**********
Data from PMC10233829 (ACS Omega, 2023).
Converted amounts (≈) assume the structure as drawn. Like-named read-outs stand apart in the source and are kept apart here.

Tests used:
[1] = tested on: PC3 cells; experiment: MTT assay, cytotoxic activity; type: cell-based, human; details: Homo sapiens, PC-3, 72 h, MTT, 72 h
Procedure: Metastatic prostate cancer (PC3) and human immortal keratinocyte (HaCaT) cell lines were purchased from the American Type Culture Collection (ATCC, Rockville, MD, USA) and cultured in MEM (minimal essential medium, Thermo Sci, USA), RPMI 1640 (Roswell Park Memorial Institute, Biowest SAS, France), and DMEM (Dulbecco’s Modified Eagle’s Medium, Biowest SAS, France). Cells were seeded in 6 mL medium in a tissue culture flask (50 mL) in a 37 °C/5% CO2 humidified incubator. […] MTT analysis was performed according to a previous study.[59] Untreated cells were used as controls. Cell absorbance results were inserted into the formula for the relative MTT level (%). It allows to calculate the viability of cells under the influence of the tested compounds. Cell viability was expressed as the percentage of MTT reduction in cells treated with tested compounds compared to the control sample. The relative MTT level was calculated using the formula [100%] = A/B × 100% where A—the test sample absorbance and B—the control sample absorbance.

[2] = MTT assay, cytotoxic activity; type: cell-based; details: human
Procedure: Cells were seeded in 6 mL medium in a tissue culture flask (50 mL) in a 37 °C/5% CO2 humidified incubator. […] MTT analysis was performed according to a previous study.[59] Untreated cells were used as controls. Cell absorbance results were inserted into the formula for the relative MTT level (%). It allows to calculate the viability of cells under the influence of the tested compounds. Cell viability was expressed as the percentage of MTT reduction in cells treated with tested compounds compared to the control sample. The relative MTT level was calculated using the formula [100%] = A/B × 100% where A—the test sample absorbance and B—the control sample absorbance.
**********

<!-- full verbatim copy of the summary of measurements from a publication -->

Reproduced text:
Data from PMC10233829 (ACS Omega, 2023).
Converted amounts (≈) assume the structure as drawn. Like-named read-outs stand apart in the source and are kept apart here.

Tests used:
[1] = tested on: PC3 cells; experiment: MTT assay, cytotoxic activity; type: cell-based, human; details: Homo sapiens, PC-3, 72 h, MTT, 72 h
Procedure: Metastatic prostate cancer (PC3) and human immortal keratinocyte (HaCaT) cell lines were purchased from the American Type Culture Collection (ATCC, Rockville, MD, USA) and cultured in MEM (minimal essential medium, Thermo Sci, USA), RPMI 1640 (Roswell Park Memorial Institute, Biowest SAS, France), and DMEM (Dulbecco’s Modified Eagle’s Medium, Biowest SAS, France). Cells were seeded in 6 mL medium in a tissue culture flask (50 mL) in a 37 °C/5% CO2 humidified incubator. […] MTT analysis was performed according to a previous study.[59] Untreated cells were used as controls. Cell absorbance results were inserted into the formula for the relative MTT level (%). It allows to calculate the viability of cells under the influence of the tested compounds. Cell viability was expressed as the percentage of MTT reduction in cells treated with tested compounds compared to the control sample. The relative MTT level was calculated using the formula [100%] = A/B × 100% where A—the test sample absorbance and B—the control sample absorbance.

[2] = MTT assay, cytotoxic activity; type: cell-based; details: human
Procedure: Cells were seeded in 6 mL medium in a tissue culture flask (50 mL) in a 37 °C/5% CO2 humidified incubator. […] MTT analysis was performed according to a previous study.[59] Untreated cells were used as controls. Cell absorbance results were inserted into the formula for the relative MTT level (%). It allows to calculate the viability of cells under the influence of the tested compounds. Cell viability was expressed as the percentage of MTT reduction in cells treated with tested compounds compared to the control sample. The relative MTT level was calculated using the formula [100%] = A/B × 100% where A—the test sample absorbance and B—the control sample absorbance.